By: Chloe Miller

Posted: April 10, 2024
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Student Post

The Art of Not Taking Photos


They say, “Take a picture, it’ll last longer,” but I believe quite the opposite.

I envision multiple people in my cohort furrowing their brow at this sentence. My typical mantra in the States, “Phone, wallet, keys,” has been replaced by “Phone, wallet, camera” while in Bhutan. In other words, my camera and I are inseparable. Just the other day, I risked shoving my camera into a gallon size plastic bag so it could come on our Mo Chhu River rafting excursion (might I add – it was, in fact, worth it).

Why do I lug around my camera everywhere?

It’s simple, really. I love that I can capture what I am feeling with one frame and keep it for myself to look back on and to share with others. If I were to show you some of my “better” photos, I’d like to believe you could be temporarily transported into the land of the Thunder Dragon with my cohort.

You’d feel the sun beat down on your skin as we approach the forty-minute mark of our supposed ten-minute hike to the local Lhakhang, or temple, in Dzongkha. You wish you put sunscreen on, but if you burn, surely it will become a tan the day after, right? Our short breaths come in between commenting about how the altitude takes us out knowing damn well we’ve been here for weeks. Still, we are experiencing the best Monday of our college careers.

You’d join us as we arrive to the temple and see us crane our necks to take in the ornate decoration of the building’s exterior and peer down, down, down over the local valley from the mountainside. Too enamored by the view, we remind you that you must move clockwise around religious structures. A camera is shoved into your hands, and you take two photos of a small group; it’s never one, because someone always blinks.

You’d feel the worn notches of the prayer wheel handles under your fingertips as you begin to build momentum. Together, we try to spin them a total of three times, an auspicious number in Buddhism, but the sheer size of our group keeps the wheels spinning far longer. The ringing bells and rattling wood follow you as you walk away, just as the yellow frill on top of the wheel leaves your peripheral.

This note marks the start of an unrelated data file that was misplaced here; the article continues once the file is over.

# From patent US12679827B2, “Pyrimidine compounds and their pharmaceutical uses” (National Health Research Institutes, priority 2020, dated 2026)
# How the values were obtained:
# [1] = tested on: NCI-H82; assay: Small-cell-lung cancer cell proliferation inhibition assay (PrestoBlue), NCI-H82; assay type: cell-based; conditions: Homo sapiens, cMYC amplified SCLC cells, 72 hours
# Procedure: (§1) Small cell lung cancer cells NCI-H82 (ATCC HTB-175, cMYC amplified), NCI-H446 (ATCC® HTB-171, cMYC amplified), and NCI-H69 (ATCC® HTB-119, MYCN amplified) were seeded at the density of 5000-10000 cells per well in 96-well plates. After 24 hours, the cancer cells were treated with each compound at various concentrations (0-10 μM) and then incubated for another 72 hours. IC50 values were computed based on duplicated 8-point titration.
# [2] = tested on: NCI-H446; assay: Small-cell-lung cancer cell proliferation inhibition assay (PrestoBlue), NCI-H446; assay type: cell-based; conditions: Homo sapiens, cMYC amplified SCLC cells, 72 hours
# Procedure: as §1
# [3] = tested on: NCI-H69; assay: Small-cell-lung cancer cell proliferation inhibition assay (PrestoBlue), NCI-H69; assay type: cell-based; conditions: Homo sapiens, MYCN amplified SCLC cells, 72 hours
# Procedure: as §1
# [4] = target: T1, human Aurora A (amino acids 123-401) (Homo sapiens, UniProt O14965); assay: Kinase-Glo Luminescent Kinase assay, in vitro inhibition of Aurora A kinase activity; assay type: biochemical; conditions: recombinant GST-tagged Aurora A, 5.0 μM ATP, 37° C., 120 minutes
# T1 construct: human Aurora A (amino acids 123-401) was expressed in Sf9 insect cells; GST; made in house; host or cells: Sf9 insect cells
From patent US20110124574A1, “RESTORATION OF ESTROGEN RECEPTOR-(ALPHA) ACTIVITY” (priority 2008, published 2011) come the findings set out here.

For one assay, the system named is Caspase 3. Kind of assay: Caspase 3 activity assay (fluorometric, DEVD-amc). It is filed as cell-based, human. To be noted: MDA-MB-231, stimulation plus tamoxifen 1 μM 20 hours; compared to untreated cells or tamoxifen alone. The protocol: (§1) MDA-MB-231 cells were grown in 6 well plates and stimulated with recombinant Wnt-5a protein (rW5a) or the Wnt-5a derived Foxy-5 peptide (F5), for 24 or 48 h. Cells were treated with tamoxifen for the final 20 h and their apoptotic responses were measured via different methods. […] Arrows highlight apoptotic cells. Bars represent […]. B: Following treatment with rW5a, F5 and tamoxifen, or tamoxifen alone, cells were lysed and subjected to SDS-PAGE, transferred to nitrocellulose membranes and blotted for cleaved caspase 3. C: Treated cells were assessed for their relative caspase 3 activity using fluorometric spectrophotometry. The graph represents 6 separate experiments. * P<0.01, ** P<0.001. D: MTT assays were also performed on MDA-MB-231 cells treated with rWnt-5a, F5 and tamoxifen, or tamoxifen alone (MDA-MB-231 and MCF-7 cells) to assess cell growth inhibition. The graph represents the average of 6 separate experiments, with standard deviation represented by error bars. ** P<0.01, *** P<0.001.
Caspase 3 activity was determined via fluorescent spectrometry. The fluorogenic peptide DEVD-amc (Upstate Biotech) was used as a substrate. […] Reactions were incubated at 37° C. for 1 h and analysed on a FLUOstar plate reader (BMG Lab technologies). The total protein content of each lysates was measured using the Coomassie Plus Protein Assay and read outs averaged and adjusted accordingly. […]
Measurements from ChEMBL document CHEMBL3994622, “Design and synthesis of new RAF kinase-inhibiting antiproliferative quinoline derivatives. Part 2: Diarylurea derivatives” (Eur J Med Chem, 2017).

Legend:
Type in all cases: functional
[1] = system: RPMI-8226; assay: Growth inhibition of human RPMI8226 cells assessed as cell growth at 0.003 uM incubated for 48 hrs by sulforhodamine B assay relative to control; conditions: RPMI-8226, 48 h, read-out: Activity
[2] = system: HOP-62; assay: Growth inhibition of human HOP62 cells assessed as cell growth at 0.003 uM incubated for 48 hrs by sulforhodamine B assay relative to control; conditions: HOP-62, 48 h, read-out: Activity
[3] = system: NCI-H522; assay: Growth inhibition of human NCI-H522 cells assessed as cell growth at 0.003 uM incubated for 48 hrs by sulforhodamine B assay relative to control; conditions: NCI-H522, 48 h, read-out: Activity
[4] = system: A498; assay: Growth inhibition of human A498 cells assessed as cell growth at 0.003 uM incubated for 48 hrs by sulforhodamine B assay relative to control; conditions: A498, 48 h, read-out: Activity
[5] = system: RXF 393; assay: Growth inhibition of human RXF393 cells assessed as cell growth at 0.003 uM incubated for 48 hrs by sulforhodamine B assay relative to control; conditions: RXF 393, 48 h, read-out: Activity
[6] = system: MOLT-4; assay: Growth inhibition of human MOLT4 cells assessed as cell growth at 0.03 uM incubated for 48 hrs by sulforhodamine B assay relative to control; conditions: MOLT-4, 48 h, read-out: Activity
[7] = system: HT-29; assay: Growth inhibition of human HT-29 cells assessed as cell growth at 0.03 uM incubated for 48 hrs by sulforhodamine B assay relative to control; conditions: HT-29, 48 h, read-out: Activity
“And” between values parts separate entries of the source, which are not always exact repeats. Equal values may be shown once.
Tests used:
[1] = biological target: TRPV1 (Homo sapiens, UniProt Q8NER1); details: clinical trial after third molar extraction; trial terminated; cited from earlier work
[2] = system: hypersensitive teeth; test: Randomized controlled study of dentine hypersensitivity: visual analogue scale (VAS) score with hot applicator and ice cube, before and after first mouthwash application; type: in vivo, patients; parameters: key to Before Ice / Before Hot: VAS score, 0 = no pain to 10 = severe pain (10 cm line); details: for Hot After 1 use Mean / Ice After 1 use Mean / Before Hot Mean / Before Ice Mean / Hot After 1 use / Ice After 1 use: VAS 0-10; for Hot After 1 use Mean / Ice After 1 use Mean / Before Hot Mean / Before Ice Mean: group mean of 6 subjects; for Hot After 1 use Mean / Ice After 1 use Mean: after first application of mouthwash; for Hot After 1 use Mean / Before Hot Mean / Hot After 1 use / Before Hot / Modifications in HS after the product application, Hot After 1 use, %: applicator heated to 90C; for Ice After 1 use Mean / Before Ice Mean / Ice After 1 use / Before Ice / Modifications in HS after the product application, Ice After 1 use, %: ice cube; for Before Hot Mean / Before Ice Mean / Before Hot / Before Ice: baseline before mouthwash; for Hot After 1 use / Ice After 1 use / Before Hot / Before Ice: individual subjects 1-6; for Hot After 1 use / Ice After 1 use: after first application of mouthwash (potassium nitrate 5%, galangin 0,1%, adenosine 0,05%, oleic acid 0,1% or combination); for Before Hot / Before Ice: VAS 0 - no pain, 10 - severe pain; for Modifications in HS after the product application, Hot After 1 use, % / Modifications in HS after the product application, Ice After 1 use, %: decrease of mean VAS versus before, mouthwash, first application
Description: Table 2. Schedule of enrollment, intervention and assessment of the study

You’d feel as though you had barely been there when we beckon for you to rejoin the group as our instructor begins speaking. We learn the history of the temple and are reminded of the figures and Buddhist teachings we will soon see within these white walls. Caught up within the swift movement to remove our shoes, you overhear someone exclaim they are stuck inside their hiking boots. Our slightly damp socks leave a wide range of temporary footprints, leading to the doors of temple, right where we stand, straining our eyes to try and make out the outline of the art and the vibrant colors that decorate the walls before we go inside.

But just as you are ready to see the inside of the temple, I must tell you that photography inside religious buildings is prohibited. This is where we sling our cameras over our shoulders and forget about capturing the present for future audiences.

Once stepping into a temple, I let go of the constant search for the perfect photo. I let my eyes adjust to the dimly lit room after being under the sun, and I begin to take in a room that a photo could never do justice. I notice the soft smell of burning incense reach my nose as, to my surprise, a wave of silence washes over our typically boisterous group. It is a silence only interrupted by my classmates’ cracking ankle joints and zipped up “shants” as they walk (for those of you who I just lost, shants is a pair of pants that zip off into shorts…or capris and shorts if you’re fancy…do with that information what you will). They walk differently than usual, slowing down as if they are afraid to miss any detail in a space where every nook and cranny was created with intention. They walk as if trying to create more than a fleeting memory that will escape them as they return to the outside, where they will soak up the warmth from the ground with such gratitude.

The more time I have spent inside religious buildings with my camera slung around my shoulder, the more I believe that in the time I spend executing what I imagine will be a good photo, I miss the very moment that I wish to capture. This is certainly not my declaration that I will stop taking photos. I love the art. I love the storytelling. I love pulling you into a moment with me, and admittedly jogging my own memory in the future. But, as much as I love the art of taking photos, it is through the art of not taking photos that I am reminded that moments do not exist to be captured, rather they exist to be experienced.

All photos taken by Chloe Miller –

Lizzy, Katie, Lorelei, and Oliver (left to right), sit at the top of Jela Dzong in Paro on a Saturday afternoon
The exterior of Gangtey Monestary in Phobjikha Valley
Lizzy (left) and Emma (right) show off the functionality of their “shants” on their way to Khamsum Yulley Namgyal Choeten in Punakha
Katie, Lizzie, Charlie, Brodie, and Lauren (left to right) explore Khamsum Yulley Namgyal Choeten in Punakha
Jess, Brandon, Emma, Rachel, and Lauren (left to right) make a human chair in front of two prayer wheels
Paro’s very own Rinpung Dzong at dusk
Shoes outside of Jampa Lhakhang in Bumthang
The bravest students from the Bhutan Spring ’24 cohort jump into the Mo Chhu River during the semester’s rafting excursion in Punakha

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